As Dr. Erickson began her talk, she remarked how the classroom where we were assembled coincidentally held special significance for her. The lecture hall was the ​location of her first Brown University Education class, taught by the legendary education reform leader Ted Sizer, the Founding Director of the Annenberg Institute for School Reform.  We were further honored to have the late Sizer’s wife, Nancy Faust Sizer, present in the audience for Dr. Erickson’s presentation.

American schools today are starkly segregated by race and class. After a few decades of limited attention to this problem, advocates are calling for a new era of desegregation. Dr. Erickson walked the group through her research on the history of desegregation in Nashville, Tennessee, one of the longest-­running, broadest, and most statistically successful school desegregation plans in the country, and indicated how her case study could offer important lessons, and at times cautions, for desegregation efforts going forward.

Dr. Erickson pointed out various systemic roadblocks to true integration. For example, despite the new illegality of school segregation in the 1960s, it continued to be unofficially enforced by the state due to federal suburban home financing only being available to white families. Once busing was introduced, a more genuine integration began, however this still raised the moral question of if a black student’s education was “equal” if they were systemically being told that in order to receive a quality education they must be removed from their communities.

Dr. Erickson argued that fostering equality today depends on reckoning with segregation’s deep roots, desegregation’s complex history, and considering these intricate questions.

The Brown Education Department Speaker Series Presents Dr. Luther Spoehr

The Brown Education Department Speaker Series kicked off this week, and was proud to feature Dr. Luther Spoehr, a Senior Lecturer in Education and History at Brown University, and the Director of Brown Undergraduate Studies. Spoehr’s main activities at Brown involve teaching about the history of American higher education and the history of American school reform. His First-Year Seminar, “Campus on Fire,” looks at American colleges and universities in the 1960s. Other courses include a survey of the history of American higher education, the history of intercollegiate athletics, and the history of academic freedom. Dr. Spoehr also does work on best practices in the teaching of history and frequently consults with schools and school systems that want to improve their history teaching.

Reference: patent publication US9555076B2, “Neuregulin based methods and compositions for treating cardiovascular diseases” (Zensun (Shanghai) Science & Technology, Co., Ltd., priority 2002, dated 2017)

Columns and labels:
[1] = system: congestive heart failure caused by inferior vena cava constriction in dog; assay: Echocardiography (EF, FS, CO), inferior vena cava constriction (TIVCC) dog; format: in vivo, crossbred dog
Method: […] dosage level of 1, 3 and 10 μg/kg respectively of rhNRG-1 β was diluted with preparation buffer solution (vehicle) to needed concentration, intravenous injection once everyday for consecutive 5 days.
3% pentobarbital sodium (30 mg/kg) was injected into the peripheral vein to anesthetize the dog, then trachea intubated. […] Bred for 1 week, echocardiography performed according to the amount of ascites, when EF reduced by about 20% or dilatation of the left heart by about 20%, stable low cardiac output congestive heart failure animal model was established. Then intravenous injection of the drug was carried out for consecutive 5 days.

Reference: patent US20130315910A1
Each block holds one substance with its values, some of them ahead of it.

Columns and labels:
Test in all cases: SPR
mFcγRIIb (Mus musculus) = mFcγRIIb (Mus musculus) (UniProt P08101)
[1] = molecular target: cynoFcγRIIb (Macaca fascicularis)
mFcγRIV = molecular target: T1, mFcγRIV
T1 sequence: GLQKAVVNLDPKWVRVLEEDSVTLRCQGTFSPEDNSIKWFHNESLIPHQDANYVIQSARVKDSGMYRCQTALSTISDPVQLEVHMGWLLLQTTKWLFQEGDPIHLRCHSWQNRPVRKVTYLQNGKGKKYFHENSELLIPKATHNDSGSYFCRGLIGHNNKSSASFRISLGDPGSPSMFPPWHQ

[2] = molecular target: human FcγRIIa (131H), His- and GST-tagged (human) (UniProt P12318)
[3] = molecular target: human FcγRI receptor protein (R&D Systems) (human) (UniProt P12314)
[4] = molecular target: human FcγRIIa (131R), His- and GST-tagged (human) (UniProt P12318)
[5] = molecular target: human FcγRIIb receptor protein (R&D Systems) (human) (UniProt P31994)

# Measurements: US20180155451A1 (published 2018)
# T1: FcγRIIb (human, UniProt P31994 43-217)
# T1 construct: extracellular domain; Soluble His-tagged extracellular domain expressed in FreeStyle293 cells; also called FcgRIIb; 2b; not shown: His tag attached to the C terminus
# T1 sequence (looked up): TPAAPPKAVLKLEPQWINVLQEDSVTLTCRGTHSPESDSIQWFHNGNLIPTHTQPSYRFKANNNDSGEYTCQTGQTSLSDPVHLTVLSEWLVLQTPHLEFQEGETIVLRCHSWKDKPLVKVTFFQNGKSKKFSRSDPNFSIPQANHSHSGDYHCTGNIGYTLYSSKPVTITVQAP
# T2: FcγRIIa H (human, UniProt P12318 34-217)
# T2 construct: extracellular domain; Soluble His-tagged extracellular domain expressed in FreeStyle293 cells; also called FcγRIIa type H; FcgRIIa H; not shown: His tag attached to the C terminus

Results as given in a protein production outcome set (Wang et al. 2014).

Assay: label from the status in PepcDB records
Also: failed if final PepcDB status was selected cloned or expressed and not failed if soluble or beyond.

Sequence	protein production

This Wednesday, Dr. Spoehr delivered a presentation to the Department of Education entitled “Francis and Ira’s (Sometimes) Excellent Adventures: Wayland, Magaziner, and Curriculum Reform at Brown,” a talk outlining the research Spoehr has conducted into Brown’s curriculum journey since the University’s founding in 1764.

This slideshow requires JavaScript.

Dr. Spoehr began by discussing the University’s roots as a small school of approximately 80 male students, being taught Latin and the classics by a single professor, and then touched upon the (at the time) outlandish reforms implemented by President Francis Wayland in the 1800’s, allowing for modern languages and practical skills such as agriculture, and science and chemistry applied to the arts. These reforms were considered a failure initially, supposedly attracting a lower caliber of students, but today are frequently sited as being “ahead of their time”.

Brown University’s “New Curriculum” of no required core curriculum or distribution requirements was not born until the 1960’s, when student activists led by undergraduate Ira Magaziner (whom Dr. Spoehr has had the privilege of interviewing for his research) pushed for more engaging and utilitarian courses. Elements of Magaziner’s New Curriculum exist to this day at Brown University, and current faculty in the audience remarked that it is because of the lack of requirements at Brown that they can be sure that when they walk into a classroom, their students want to be there.